A start-up biotechnology company has come out with a novel long-acting fever reducing drug. Instead of lasting 4 hours like acetaminophen (Tylenol) and ibuprofen (Motrin), the new drug Qoolaid lasts much longer. A single dose of Qoolaid reduces body temperature and prevents fever for 2 weeks. The company executives are excited to report that because Qoolaid also has a rapid onset of action, reducing body temperature after only 90 seconds, it will provide comfort to patients with a wide range of infections. Wall Street is anticipating that the public stock offering of this “blockbuster” drug will bring in millions of dollars. Should you invest in Qoolaid? Why or why not?
1) Young and Saxena’s review in the journal Critical Care on fever and its treatment.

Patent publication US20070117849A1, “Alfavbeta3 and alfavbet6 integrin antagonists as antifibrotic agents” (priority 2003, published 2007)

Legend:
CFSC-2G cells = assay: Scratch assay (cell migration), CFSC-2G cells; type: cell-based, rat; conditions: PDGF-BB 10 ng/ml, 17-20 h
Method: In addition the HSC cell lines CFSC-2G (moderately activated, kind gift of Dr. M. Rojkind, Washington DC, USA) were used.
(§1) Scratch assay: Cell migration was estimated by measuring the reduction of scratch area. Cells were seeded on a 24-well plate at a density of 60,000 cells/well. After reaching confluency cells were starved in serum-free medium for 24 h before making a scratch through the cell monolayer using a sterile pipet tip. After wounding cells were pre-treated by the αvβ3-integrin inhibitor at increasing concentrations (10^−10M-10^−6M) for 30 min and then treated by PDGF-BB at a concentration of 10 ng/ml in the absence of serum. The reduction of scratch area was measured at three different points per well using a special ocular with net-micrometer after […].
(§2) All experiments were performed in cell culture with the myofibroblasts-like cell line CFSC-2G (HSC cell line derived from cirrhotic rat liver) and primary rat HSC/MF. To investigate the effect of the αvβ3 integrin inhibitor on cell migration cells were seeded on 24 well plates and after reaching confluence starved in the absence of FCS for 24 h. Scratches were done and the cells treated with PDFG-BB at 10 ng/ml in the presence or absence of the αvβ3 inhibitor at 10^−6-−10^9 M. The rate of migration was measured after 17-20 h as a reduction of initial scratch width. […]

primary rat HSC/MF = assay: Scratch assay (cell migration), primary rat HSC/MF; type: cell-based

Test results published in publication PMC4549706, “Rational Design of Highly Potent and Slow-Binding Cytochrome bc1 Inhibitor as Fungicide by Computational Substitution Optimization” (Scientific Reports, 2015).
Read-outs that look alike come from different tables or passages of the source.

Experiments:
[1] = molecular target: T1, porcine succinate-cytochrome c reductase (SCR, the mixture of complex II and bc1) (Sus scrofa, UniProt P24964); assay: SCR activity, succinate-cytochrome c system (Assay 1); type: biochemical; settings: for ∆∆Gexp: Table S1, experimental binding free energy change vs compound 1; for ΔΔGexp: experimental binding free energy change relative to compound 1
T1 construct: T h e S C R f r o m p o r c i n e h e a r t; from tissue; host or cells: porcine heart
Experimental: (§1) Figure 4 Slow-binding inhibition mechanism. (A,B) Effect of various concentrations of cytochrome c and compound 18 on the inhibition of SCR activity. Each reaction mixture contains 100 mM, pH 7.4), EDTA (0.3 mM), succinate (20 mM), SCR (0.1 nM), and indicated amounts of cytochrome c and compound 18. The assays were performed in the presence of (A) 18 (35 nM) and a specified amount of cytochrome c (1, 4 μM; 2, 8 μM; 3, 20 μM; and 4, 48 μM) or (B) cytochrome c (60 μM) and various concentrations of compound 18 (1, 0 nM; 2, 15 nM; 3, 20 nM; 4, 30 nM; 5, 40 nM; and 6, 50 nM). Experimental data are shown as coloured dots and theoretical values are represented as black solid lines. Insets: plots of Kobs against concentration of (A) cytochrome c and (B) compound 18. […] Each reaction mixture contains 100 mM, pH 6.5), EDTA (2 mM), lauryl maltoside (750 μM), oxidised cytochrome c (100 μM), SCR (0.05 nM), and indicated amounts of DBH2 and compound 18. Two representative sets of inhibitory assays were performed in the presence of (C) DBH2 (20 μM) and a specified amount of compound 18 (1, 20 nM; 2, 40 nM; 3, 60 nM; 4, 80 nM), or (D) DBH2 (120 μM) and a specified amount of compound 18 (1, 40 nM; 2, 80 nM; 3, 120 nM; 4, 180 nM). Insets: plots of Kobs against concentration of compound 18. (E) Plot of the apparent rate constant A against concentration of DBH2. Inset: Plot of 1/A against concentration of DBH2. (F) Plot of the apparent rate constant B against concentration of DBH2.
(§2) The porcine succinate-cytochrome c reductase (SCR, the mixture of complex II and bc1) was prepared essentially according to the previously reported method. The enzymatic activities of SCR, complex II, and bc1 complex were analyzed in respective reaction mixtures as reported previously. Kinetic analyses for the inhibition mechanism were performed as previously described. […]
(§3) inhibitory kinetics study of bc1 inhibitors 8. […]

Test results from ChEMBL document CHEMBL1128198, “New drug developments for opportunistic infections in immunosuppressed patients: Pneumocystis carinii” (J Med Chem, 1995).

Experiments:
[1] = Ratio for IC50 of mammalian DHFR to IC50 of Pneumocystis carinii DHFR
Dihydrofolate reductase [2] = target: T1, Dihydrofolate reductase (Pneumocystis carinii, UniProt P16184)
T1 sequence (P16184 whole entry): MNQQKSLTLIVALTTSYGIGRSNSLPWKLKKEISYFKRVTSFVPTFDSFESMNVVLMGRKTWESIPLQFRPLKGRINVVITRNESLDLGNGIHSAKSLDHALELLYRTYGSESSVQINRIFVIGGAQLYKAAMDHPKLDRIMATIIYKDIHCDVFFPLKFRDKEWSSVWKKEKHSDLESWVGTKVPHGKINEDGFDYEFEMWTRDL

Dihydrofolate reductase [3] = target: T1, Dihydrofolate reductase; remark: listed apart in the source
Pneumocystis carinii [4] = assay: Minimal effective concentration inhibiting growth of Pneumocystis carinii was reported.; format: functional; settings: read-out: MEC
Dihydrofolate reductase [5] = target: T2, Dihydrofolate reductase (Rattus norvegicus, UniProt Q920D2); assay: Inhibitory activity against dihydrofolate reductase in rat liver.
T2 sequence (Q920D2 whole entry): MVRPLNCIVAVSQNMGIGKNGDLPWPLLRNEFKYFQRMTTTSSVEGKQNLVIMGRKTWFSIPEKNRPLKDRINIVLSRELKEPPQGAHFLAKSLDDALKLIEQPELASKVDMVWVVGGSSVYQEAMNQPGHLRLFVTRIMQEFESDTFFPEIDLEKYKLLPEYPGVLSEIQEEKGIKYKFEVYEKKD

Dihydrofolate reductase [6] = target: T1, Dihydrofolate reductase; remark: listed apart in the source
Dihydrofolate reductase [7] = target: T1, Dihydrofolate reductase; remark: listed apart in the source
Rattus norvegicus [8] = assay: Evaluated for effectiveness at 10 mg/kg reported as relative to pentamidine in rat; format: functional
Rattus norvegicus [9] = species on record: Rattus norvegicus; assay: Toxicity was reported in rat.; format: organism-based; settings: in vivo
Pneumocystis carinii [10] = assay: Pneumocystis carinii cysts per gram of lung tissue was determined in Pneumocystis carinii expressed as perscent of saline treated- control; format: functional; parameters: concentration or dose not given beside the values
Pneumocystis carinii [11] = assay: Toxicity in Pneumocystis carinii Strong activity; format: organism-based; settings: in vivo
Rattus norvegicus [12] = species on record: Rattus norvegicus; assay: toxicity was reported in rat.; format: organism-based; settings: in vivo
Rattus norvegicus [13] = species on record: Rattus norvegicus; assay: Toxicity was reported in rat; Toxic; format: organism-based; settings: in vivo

“Remarkably, at present we do not know what effect treating fever in critically ill patients with infections has on patient-centered outcomes.” In other words, legitimate controversy exists about whether to give a patient tylenol or not.
2) Drewry and Hotchkiss argue for giving antipyretic treatment for patients with sepsis (blood infection).Point- Should Antipyretic Therapy Be Given Routinely to Febrile Patients in Septic Shock? Yes
3) Moer and Doerschug argue against using antipyretics in sepsis.Counterpoint- Should Antipyretic Therapy Be Given Routinely to Febrile Patients in Septic Shock? No
4) Matthew Kluger’s review on fever can be found here: The Adaptive Value of Fever
Emergency Physician, Educator, Researcher, interested in the microbiome, evolution, and medicine